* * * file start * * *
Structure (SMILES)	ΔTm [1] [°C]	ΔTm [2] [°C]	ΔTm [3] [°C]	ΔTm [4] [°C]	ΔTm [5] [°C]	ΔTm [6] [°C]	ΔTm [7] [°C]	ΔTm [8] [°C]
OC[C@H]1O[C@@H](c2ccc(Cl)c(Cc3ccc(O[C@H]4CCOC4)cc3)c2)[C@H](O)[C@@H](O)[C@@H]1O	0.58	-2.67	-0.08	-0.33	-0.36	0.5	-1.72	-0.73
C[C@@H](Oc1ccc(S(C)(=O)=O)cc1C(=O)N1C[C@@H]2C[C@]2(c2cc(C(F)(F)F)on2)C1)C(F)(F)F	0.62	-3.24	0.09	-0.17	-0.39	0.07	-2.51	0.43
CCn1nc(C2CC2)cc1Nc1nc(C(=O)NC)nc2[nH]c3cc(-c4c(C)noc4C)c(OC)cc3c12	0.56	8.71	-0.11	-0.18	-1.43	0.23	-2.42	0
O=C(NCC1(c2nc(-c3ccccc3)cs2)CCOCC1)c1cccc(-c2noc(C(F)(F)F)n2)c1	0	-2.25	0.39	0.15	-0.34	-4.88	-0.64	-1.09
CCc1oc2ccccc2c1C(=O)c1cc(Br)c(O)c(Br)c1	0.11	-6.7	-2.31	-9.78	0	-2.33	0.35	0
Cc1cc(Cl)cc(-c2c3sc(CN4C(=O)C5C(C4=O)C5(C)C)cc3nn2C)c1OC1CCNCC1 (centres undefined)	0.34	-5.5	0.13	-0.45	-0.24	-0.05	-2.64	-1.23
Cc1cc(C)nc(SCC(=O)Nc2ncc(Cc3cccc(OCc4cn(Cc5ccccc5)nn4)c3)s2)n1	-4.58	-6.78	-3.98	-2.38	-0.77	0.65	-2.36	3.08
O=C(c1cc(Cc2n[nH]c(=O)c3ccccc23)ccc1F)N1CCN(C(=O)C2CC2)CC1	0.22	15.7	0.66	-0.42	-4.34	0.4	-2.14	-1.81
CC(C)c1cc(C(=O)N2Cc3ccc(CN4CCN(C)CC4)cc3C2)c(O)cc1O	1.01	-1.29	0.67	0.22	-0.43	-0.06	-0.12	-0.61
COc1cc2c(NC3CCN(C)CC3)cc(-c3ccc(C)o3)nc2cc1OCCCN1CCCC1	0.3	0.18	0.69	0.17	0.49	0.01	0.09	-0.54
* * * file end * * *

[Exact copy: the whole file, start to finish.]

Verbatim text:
Structure (SMILES)	ΔTm [1] [°C]	ΔTm [2] [°C]	ΔTm [3] [°C]	ΔTm [4] [°C]	ΔTm [5] [°C]	ΔTm [6] [°C]	ΔTm [7] [°C]	ΔTm [8] [°C]
OC[C@H]1O[C@@H](c2ccc(Cl)c(Cc3ccc(O[C@H]4CCOC4)cc3)c2)[C@H](O)[C@@H](O)[C@@H]1O	0.58	-2.67	-0.08	-0.33	-0.36	0.5	-1.72	-0.73
C[C@@H](Oc1ccc(S(C)(=O)=O)cc1C(=O)N1C[C@@H]2C[C@]2(c2cc(C(F)(F)F)on2)C1)C(F)(F)F	0.62	-3.24	0.09	-0.17	-0.39	0.07	-2.51	0.43
CCn1nc(C2CC2)cc1Nc1nc(C(=O)NC)nc2[nH]c3cc(-c4c(C)noc4C)c(OC)cc3c12	0.56	8.71	-0.11	-0.18	-1.43	0.23	-2.42	0
O=C(NCC1(c2nc(-c3ccccc3)cs2)CCOCC1)c1cccc(-c2noc(C(F)(F)F)n2)c1	0	-2.25	0.39	0.15	-0.34	-4.88	-0.64	-1.09
CCc1oc2ccccc2c1C(=O)c1cc(Br)c(O)c(Br)c1	0.11	-6.7	-2.31	-9.78	0	-2.33	0.35	0
Cc1cc(Cl)cc(-c2c3sc(CN4C(=O)C5C(C4=O)C5(C)C)cc3nn2C)c1OC1CCNCC1 (centres undefined)	0.34	-5.5	0.13	-0.45	-0.24	-0.05	-2.64	-1.23
Cc1cc(C)nc(SCC(=O)Nc2ncc(Cc3cccc(OCc4cn(Cc5ccccc5)nn4)c3)s2)n1	-4.58	-6.78	-3.98	-2.38	-0.77	0.65	-2.36	3.08
O=C(c1cc(Cc2n[nH]c(=O)c3ccccc23)ccc1F)N1CCN(C(=O)C2CC2)CC1	0.22	15.7	0.66	-0.42	-4.34	0.4	-2.14	-1.81
CC(C)c1cc(C(=O)N2Cc3ccc(CN4CCN(C)CC4)cc3C2)c(O)cc1O	1.01	-1.29	0.67	0.22	-0.43	-0.06	-0.12	-0.61
COc1cc2c(NC3CCN(C)CC3)cc(-c3ccc(C)o3)nc2cc1OCCCN1CCCC1	0.3	0.18	0.69	0.17	0.49	0.01	0.09	-0.54